If you don’t mind low stumps just cut the stumps very low. Make sure to use semi chisel chain for it because you’ll likely hit the dirt and semi chisel is made for dirty conditions. We cut them so low that you can run over them with a mower and not hit it. They also make a chainsaw attachment for a stump grinder that acts like a paddle wood chipper. It’s probably cheapest and easiest to cut them down, clear the brush, then have a rental of a stump grinder. Post some pics if you don’t mind.
Link Posted: 9/25/2021 9:10:06 PM EST
[#8]
I did professional tree work after college for a while.  The above comment about kickback is wise.. be careful! Honestly sounds like you may want to consider hiring a pro to do this for you.  What kind of saw do you have? A homedepot/residential saw won’t last if you have a bunch if hard woods to cut.  Plus your going to burn through chains.  I’d also recommend a small tractor or dozer to clear out the stumps/roots.  No other way around it aside from hiring a stump Grinder.  Once you factor in equipment rental costs you may be close to the price of having someone come in and do it for you.
Link Posted: 9/25/2021 9:14:27 PM EST
[#9]
I paid $100.00 per hour for a dozer to clear some fence lines.  I can promise you it's well worth it if you have several feet to clear.  

Forestry mulchers are nice too; had some of the piles from the dozer shredded last week.  $150.00 hour.   If it wasn't mostly cedar I'd burn them to save the coin.  

Smaller trees can be pushed over with a skid steer.  

Personally after seeing all three options I'd highly recommend the dozer.  It will also make the path relatively smooth.
Link Posted: 9/26/2021 8:04:31 AM EST
[Last Edit: jvhuse] [#10]
Discussion ForumsJump to Quoted PostQuote History
Originally Posted By ar-jedi:

rent a high flow CTL with a forestry mulcher attachment, you can turn an acre into chips in hours.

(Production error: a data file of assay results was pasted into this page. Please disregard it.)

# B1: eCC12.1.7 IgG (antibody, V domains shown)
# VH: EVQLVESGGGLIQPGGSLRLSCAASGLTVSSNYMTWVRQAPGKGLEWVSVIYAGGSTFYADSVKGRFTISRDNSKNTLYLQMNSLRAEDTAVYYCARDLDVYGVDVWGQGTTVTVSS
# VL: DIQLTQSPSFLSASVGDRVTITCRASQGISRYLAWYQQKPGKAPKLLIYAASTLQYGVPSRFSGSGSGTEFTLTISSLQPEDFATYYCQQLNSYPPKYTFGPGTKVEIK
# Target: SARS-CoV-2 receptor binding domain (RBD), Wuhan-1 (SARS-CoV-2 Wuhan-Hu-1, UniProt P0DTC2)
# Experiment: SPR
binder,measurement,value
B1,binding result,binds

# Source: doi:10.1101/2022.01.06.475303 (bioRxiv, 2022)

https://www.youtube.com/watch?v=-BWhVgpH7Uo
View Quote


We just got one of these to clear cedar brush.
The neighbors hired it done. Impassable brush land looks like manicured parks complete with fresh mulch around the stands of oak trees that are kept.

Edit: if you do have oaks to keep, the mulcher is the way to go because it doesn't disturb the oak roots.
Link Posted: 9/26/2021 8:12:07 AM EST
[#11]
Discussion ForumsJump to Quoted PostQuote History
Originally Posted By johnh57:
I've found a sawsall with a demo blade works good for smaller branches.

No clue beyond a small excavator to pull lots of root balls.  I just dig smaller root balls out by hand.  Dig around them, cut roots with the sawsall, pull with a come-a-long until it gives up and comes out.  Lots of work if you're doing many of them.  Sawsall blades are cheap compared to a chainsaw blade that is toast the first rock it hits.

When I take out things like shrubs or aborvitae I don't usually cut them off and then dig out roots, I'll wrap a strap around them a couple feet above the ground  for leverage and pull on them with a chain fall hoist or come-a-long until I think it's about to break or the hoist is hard to take up anything else.  Then I dig down on the offside and start cutting roots.  Cut a couple roots, tighten up the hoist, cut a couple more roots.  They come out,  eventually.
View Quote

Attachment Attached File
Link Posted: 9/26/2021 11:58:20 AM EST
[Last Edit: SigOwner_P229] [#12]
If you have to get the roots, excavator with a thumb. The minimum is a backhoe with a thumb or backhoe with a 4-way bucket. I cleared 4 acres last year with a Cat 420D backhoe with extendable boom and 4-way bucket. I would have loved to have an excavator but the backhoe was essentially free to use (it's my dad's).